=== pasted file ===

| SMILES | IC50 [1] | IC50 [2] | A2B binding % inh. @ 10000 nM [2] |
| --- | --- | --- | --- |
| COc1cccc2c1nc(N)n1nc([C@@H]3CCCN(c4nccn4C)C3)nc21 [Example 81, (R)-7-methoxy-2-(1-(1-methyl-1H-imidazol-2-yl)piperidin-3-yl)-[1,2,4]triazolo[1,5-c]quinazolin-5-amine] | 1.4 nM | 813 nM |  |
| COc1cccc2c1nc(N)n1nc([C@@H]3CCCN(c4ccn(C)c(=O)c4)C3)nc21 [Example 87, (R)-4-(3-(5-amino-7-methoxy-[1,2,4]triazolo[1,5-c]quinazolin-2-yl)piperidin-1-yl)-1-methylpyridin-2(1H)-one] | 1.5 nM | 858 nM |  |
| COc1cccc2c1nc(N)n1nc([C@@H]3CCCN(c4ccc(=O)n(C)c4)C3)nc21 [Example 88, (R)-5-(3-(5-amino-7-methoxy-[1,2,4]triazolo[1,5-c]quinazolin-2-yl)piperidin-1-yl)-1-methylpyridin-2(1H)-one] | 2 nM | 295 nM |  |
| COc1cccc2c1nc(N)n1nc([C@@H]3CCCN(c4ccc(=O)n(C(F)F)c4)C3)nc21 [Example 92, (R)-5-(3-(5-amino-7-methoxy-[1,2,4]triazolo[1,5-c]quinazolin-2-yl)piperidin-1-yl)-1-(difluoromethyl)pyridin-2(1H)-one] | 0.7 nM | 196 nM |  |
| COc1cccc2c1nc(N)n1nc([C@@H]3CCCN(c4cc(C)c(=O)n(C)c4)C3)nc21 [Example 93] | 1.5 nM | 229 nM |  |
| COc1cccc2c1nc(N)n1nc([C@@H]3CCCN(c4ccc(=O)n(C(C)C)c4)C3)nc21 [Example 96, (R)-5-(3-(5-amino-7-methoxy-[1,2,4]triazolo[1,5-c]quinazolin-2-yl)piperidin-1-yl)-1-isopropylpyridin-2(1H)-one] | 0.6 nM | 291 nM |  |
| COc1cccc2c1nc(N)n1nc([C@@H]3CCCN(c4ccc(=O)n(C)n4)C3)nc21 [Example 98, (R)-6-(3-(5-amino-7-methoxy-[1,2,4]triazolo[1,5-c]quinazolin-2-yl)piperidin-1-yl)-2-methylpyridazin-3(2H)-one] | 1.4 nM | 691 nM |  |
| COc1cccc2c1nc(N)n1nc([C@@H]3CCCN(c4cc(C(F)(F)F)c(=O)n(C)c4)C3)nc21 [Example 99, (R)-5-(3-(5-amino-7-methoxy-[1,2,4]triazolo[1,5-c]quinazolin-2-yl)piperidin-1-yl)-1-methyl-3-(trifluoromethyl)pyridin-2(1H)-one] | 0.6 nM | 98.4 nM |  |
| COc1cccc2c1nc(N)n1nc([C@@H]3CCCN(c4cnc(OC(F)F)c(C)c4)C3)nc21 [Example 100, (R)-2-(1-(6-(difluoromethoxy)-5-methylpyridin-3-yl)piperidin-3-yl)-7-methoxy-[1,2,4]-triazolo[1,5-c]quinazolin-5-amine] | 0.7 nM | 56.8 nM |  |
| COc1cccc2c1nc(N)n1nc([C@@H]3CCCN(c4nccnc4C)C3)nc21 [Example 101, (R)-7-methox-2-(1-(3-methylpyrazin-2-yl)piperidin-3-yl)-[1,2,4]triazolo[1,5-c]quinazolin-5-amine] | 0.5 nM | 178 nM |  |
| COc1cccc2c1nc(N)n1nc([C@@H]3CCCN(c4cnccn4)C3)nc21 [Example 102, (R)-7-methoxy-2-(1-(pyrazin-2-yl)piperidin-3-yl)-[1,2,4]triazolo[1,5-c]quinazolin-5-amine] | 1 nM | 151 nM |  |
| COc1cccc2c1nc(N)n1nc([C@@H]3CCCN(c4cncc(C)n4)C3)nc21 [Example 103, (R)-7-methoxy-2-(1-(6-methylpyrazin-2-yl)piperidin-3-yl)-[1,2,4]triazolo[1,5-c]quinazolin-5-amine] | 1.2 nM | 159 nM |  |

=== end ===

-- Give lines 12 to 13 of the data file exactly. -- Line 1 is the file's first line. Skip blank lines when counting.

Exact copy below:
| COc1cccc2c1nc(N)n1nc([C@@H]3CCCN(c4nccnc4C)C3)nc21 [Example 101, (R)-7-methox-2-(1-(3-methylpyrazin-2-yl)piperidin-3-yl)-[1,2,4]triazolo[1,5-c]quinazolin-5-amine] | 0.5 nM | 178 nM |  |
| COc1cccc2c1nc(N)n1nc([C@@H]3CCCN(c4cnccn4)C3)nc21 [Example 102, (R)-7-methoxy-2-(1-(pyrazin-2-yl)piperidin-3-yl)-[1,2,4]triazolo[1,5-c]quinazolin-5-amine] | 1 nM | 151 nM |  |